Students Demand a University in Ladakh
Students protesting at Leh in support of their demand for a University in Ladakh. -Excelsior/Marup Stanzin
On the sprawling ground of Government Gandhi Memorial Science College of Jammu, Ladakhi students had assembled to discuss, and plan the next protest to reiterate their demand of a “separate university.” At some distance, on the same ground, a few Ladakhi students were playing in a volleyball match. On the other side, Ladakhi girls were preparing for an upcoming football match – part of a tournament that is organised every year for Ladakhi students. The ongoing discussion was disrupted, as the team United Sham took a lead over the team Sham, which included Ladakhis from Khalsi side.
During the match, a student who was cheering at the match, announced, “I wish we will soon play such matches in our University in Ladakh.”
For a long time, Ladakhi students from the two districts of Leh and Kargil have been raising their demand for a full-fledged university in the Ladakh region of the state Jammu and Kashmir. In a memorandum submitted to the J&K Governor Satya Pal Malik, the students from different organisations of Ladakh have expressed their concerns over the current state of higher education in the region.
An excerpt from the memorandum reads: “Different student organizations of Ladakh would like to express their profound concern at the deplorable condition of higher education in Ladakh i.e. Kargil and Leh. All the colleges in Ladakh are affiliated to Kashmir University and its inadvertent work culture amidst problems in Kashmir hugely affects the students in Ladakh.” Following the protests, a shutdown was observed in Leh and Kargil on November 1.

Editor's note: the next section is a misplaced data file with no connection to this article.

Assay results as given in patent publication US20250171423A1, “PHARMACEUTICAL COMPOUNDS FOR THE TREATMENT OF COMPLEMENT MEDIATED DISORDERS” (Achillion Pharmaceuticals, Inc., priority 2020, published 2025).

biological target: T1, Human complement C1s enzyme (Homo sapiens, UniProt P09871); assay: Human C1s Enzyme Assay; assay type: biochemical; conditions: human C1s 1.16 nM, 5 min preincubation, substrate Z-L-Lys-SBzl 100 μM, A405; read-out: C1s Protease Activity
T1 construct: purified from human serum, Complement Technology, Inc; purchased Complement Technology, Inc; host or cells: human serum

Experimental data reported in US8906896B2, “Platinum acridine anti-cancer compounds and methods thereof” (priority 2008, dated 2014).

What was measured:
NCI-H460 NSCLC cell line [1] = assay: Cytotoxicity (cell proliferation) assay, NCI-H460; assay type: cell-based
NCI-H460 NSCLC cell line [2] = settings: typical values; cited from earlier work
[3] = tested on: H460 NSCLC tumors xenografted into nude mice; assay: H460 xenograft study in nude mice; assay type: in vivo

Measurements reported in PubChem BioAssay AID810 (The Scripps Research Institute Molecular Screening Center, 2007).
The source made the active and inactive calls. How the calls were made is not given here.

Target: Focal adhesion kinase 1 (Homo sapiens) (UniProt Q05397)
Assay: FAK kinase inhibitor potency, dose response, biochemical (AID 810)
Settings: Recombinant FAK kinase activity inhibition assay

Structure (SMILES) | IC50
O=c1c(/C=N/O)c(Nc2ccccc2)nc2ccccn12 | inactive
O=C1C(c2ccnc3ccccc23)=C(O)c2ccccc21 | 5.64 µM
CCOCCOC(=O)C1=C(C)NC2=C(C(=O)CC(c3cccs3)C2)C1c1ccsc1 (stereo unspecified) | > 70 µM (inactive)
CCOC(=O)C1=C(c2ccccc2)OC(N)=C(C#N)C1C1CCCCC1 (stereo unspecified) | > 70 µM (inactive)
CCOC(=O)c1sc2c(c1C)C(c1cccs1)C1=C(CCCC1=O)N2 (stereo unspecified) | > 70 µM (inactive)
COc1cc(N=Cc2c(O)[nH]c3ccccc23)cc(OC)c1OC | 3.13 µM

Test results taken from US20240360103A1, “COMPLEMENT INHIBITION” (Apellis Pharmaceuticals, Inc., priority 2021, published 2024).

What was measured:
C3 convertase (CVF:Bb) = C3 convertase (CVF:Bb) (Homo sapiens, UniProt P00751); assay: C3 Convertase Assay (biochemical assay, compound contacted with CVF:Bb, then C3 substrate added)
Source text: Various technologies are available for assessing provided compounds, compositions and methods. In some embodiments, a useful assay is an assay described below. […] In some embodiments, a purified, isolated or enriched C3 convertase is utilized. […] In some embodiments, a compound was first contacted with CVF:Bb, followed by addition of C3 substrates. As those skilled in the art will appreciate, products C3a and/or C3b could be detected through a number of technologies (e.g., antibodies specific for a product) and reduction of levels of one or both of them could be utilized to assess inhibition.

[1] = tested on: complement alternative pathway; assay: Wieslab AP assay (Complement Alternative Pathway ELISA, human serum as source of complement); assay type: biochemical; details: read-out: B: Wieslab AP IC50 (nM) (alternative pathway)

Why the demand for a separate university?
Students believe that a separate university is the most basic and urgent demand that they are fighting for. Shakil Ahmad Zaki, the president of All Ladakh Students’ Welfare Association, Jammu (ALSWAJ), who belongs to Kargil district, but is currently studying in Jammu, slammed University of Kashmir for “neglecting” the colleges in Ladakh.
“We belong to a dilapidated education system. There are four colleges in the entire Ladakh region – two in each district. The students studying in these colleges are facing grave problems because of the irregularities in the working of the Kashmir University. Our exams are never conducted on time. Results are delayed by one – two years. An undergraduate degree which should be completed in three years, takes five years. Don’t you think it is a reason enough to compel students to study outside Ladakh?” Zaki questioned.